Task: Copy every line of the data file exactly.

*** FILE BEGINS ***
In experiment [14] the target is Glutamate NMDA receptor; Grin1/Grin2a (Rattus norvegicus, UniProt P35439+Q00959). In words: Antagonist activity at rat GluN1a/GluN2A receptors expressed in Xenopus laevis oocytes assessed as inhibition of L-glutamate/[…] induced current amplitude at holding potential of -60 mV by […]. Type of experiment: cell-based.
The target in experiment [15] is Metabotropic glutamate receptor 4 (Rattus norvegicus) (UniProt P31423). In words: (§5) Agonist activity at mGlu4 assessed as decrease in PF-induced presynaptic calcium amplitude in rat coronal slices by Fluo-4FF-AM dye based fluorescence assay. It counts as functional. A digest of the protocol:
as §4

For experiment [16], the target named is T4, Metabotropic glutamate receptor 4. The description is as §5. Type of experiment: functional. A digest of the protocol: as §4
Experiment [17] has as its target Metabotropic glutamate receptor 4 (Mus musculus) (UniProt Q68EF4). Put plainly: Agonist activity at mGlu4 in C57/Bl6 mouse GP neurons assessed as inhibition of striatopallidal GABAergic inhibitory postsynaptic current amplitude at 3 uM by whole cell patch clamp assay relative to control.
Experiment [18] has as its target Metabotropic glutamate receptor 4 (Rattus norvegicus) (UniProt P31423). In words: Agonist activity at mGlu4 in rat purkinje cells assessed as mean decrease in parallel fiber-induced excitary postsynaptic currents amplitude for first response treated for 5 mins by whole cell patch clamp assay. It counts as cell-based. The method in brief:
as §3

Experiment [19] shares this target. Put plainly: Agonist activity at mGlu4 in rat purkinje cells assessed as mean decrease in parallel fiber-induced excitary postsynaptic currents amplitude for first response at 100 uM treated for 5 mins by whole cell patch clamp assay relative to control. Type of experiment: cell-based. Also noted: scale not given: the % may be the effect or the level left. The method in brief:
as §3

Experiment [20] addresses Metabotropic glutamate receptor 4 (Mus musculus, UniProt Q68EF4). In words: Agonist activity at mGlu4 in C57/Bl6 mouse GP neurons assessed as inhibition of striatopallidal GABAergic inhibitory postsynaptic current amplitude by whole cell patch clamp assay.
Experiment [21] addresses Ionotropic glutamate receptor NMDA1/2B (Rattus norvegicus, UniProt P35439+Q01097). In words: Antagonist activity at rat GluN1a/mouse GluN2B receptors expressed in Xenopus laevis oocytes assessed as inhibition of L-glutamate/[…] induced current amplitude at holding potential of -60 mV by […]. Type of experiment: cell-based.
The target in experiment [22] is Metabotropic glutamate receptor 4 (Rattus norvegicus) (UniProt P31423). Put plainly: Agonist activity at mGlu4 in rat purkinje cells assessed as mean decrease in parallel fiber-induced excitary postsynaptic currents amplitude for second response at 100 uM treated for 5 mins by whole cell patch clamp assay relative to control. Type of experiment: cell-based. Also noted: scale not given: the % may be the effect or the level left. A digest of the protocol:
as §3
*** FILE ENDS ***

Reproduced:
In experiment [14] the target is Glutamate NMDA receptor; Grin1/Grin2a (Rattus norvegicus, UniProt P35439+Q00959). In words: Antagonist activity at rat GluN1a/GluN2A receptors expressed in Xenopus laevis oocytes assessed as inhibition of L-glutamate/[…] induced current amplitude at holding potential of -60 mV by […]. Type of experiment: cell-based.
The target in experiment [15] is Metabotropic glutamate receptor 4 (Rattus norvegicus) (UniProt P31423). In words: (§5) Agonist activity at mGlu4 assessed as decrease in PF-induced presynaptic calcium amplitude in rat coronal slices by Fluo-4FF-AM dye based fluorescence assay. It counts as functional. A digest of the protocol:
as §4

For experiment [16], the target named is T4, Metabotropic glutamate receptor 4. The description is as §5. Type of experiment: functional. A digest of the protocol: as §4
Experiment [17] has as its target Metabotropic glutamate receptor 4 (Mus musculus) (UniProt Q68EF4). Put plainly: Agonist activity at mGlu4 in C57/Bl6 mouse GP neurons assessed as inhibition of striatopallidal GABAergic inhibitory postsynaptic current amplitude at 3 uM by whole cell patch clamp assay relative to control.
Experiment [18] has as its target Metabotropic glutamate receptor 4 (Rattus norvegicus) (UniProt P31423). In words: Agonist activity at mGlu4 in rat purkinje cells assessed as mean decrease in parallel fiber-induced excitary postsynaptic currents amplitude for first response treated for 5 mins by whole cell patch clamp assay. It counts as cell-based. The method in brief:
as §3

Experiment [19] shares this target. Put plainly: Agonist activity at mGlu4 in rat purkinje cells assessed as mean decrease in parallel fiber-induced excitary postsynaptic currents amplitude for first response at 100 uM treated for 5 mins by whole cell patch clamp assay relative to control. Type of experiment: cell-based. Also noted: scale not given: the % may be the effect or the level left. The method in brief:
as §3

Experiment [20] addresses Metabotropic glutamate receptor 4 (Mus musculus, UniProt Q68EF4). In words: Agonist activity at mGlu4 in C57/Bl6 mouse GP neurons assessed as inhibition of striatopallidal GABAergic inhibitory postsynaptic current amplitude by whole cell patch clamp assay.
Experiment [21] addresses Ionotropic glutamate receptor NMDA1/2B (Rattus norvegicus, UniProt P35439+Q01097). In words: Antagonist activity at rat GluN1a/mouse GluN2B receptors expressed in Xenopus laevis oocytes assessed as inhibition of L-glutamate/[…] induced current amplitude at holding potential of -60 mV by […]. Type of experiment: cell-based.
The target in experiment [22] is Metabotropic glutamate receptor 4 (Rattus norvegicus) (UniProt P31423). Put plainly: Agonist activity at mGlu4 in rat purkinje cells assessed as mean decrease in parallel fiber-induced excitary postsynaptic currents amplitude for second response at 100 uM treated for 5 mins by whole cell patch clamp assay relative to control. Type of experiment: cell-based. Also noted: scale not given: the % may be the effect or the level left. A digest of the protocol:
as §3